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History indicates that smaller reporting companies, development and exploration stage entities, and any other small business with little capital rely heavily on meeting their obligations, of all varieties, via the issuance of common stock . Reviews of 100’s of public company filings and contractual agreements reveals the interpretation of agreement terms and GAAP application may not always seem to be consistent with the economic substance of an individual transaction. Consider the following example: Company A issues 1,000,000 shares to Consultant Z to receive consulting services for a period of 24 months.  The agreement describes a variety of tasks the consultant is going to perform, but there are no specific performance milestones, essentially providing for Consultant Z to earn the shares with the passage of time, assuming task performance.  On the grant date, January 1, 2012, the 1,000,000 shares have a fair value of $500,000. Additionally, Consultant Z must forfeit the “unearned” shares for non-performance in the event of early termination of the arrangement.  Upon early termination, Company A has the right to cancel the unearned shares without additional significant financial consequence enforceable against Consultant Z. Over the term, the value of the shares is perpetually $0.10 higher at the end of the month than the beginning (e.g. 1/1/12 = $0.50; 1/31/12 = $0.60; 2/28/12 = $0.70; etc. to $2.90 at 12/31/13) Frequent Recognition (Restatement Exposure): Company A Grant Date Entries: Debit Credit Prepaid   Consulting Fees $500,000   Stock and Paid in Capital $500,000   On January 31, 2012 and the remainder of the 24 month term, Company A recognizes the following: Debit Credit Consulting   Expense $20,833 Prepaid   ...


The PCAOB recently issued its report on inspections of smaller audit firms from 2007-2010.  In addition to citing some statistical information, the PCAOB identified some specific areas of audit deficiencies. While the PCAOB only provides oversight of audit firms, the SEC’s Corporation Finance staff frequently issues comments in the same areas, often resulting in costly restatements. In addition to the high level overview of some of the issues identified in the PCAOB’s report as noted below, future posts will provide a more in-depth discussion of the issues, samples of actual comments, and an intro into the approaches that we have previously used in getting the items resolved. The primary deficiencies that could impact issuers are as follows: Revenue recognition – this area has been a hot-button issue with the SEC since the beginning of time.  Areas of frequent comment relate to the four basic criteria as published in Topic 13 of SEC’s Staff Accounting Bulletins (“SAB”).  Many times the required milestones appear to have been met within the period, for example the receipt of the payment, but within the world of GAAP it does not always mean recognition is appropriate.  Additionally, issuers will disclose their accounting policy simply as the four basic criteria, not providing much useful information as to how it is applied on a specific transactional basis.   Share-based payments and equity financing instruments – For smaller reporting companies, with limited cash resources, being able to negotiate share-based payments with vendors is crucial to survival.  Slight nuances in terms could result in radical differences in treatment.  One frequent and important recognition criteria for share-based payments is the service provider consequence for non-performance has to be significantly greater than the share forfeiture, even with the threat of litigation.  In these situations, the application of the guidance can result in recognition that does not always ...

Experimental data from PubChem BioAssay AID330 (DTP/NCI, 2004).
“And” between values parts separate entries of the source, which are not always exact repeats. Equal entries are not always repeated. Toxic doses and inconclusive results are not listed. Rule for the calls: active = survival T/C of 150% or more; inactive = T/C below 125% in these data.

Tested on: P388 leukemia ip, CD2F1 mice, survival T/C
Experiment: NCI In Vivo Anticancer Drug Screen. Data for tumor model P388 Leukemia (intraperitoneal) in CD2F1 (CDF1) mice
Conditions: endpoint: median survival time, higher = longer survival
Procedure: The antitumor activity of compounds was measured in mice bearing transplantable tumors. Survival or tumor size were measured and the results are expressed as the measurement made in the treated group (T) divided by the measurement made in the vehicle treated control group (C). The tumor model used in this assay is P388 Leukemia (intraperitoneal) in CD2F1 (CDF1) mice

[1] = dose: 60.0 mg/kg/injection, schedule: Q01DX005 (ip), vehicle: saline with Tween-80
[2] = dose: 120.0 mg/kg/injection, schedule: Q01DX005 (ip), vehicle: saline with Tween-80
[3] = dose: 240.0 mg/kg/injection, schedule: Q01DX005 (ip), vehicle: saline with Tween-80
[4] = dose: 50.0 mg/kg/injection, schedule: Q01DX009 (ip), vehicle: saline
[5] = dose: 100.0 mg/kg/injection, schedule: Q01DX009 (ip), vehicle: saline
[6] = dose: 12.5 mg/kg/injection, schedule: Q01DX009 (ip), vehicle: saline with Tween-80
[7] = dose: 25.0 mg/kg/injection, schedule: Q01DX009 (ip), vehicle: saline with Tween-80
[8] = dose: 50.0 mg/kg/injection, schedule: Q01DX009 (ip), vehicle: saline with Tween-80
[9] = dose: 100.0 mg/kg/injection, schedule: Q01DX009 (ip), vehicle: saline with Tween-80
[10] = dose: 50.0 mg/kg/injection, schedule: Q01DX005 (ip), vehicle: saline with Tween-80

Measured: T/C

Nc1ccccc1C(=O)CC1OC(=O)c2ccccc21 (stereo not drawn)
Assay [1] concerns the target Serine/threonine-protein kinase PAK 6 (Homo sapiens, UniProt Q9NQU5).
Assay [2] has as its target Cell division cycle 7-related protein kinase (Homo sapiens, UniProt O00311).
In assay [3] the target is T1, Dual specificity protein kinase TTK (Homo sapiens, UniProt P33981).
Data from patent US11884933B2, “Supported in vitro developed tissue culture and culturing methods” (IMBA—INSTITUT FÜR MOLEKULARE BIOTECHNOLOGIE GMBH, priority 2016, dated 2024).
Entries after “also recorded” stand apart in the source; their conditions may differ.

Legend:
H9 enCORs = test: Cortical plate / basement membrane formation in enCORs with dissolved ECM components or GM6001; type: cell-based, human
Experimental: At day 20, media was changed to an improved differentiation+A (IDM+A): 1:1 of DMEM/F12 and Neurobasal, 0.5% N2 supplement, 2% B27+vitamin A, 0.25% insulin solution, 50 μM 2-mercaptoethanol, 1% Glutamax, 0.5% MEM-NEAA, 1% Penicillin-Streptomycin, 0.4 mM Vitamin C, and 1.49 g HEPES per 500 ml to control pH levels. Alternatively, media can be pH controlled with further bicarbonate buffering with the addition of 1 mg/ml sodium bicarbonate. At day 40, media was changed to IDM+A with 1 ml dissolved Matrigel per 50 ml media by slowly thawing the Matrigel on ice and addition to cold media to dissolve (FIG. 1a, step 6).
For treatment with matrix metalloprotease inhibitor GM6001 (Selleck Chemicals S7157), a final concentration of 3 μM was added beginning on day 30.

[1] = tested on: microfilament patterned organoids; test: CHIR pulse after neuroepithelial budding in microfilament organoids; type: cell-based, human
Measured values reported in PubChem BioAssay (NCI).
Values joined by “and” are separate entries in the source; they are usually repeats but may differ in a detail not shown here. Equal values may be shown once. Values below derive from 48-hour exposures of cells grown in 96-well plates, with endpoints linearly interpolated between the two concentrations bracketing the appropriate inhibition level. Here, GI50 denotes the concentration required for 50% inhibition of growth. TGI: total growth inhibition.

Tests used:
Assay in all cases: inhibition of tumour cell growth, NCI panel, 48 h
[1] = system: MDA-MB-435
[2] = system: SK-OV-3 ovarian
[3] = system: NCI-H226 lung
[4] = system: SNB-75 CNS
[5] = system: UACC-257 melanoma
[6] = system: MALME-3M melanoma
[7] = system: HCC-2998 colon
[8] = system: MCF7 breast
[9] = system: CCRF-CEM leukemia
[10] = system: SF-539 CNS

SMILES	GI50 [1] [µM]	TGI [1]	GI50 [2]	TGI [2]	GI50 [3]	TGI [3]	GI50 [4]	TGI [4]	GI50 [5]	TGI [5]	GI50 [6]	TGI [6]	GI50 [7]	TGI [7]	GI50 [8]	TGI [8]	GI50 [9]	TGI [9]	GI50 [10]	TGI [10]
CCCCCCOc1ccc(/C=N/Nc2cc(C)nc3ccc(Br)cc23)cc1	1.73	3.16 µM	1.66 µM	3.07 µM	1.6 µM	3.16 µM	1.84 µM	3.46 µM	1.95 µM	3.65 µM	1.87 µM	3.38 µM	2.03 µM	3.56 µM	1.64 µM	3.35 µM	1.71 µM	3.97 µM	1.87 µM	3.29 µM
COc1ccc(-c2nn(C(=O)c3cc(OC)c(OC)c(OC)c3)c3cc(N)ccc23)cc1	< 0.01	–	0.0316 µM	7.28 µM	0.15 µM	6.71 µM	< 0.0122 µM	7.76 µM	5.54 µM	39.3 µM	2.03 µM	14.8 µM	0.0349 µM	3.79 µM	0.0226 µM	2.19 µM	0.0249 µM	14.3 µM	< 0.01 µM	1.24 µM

Ingenium Accounting Associates, a PCAOB and CPAB (Canada) registered accounting Firm, is pleased to announce its new blog, known as “Closing the GAAP.”  The Blog’s objective is to promote an active dialogue surrounding operational, accounting, and financial reporting topics impacting small to mid-size businesses in all industries. Seemingly straight forward transactions can require potentially unknown GAAP application.  This application may require unanticipated recognition within your  financial statements.    These discussions are intended to minimize unknown financial reporting consequences, hence "Closing the GAAP". In upcoming posts we will provide examples and case studies of transactions we have encountered that could be applicable to a broad range of companies. We strongly encourage sharing experiences and opinions.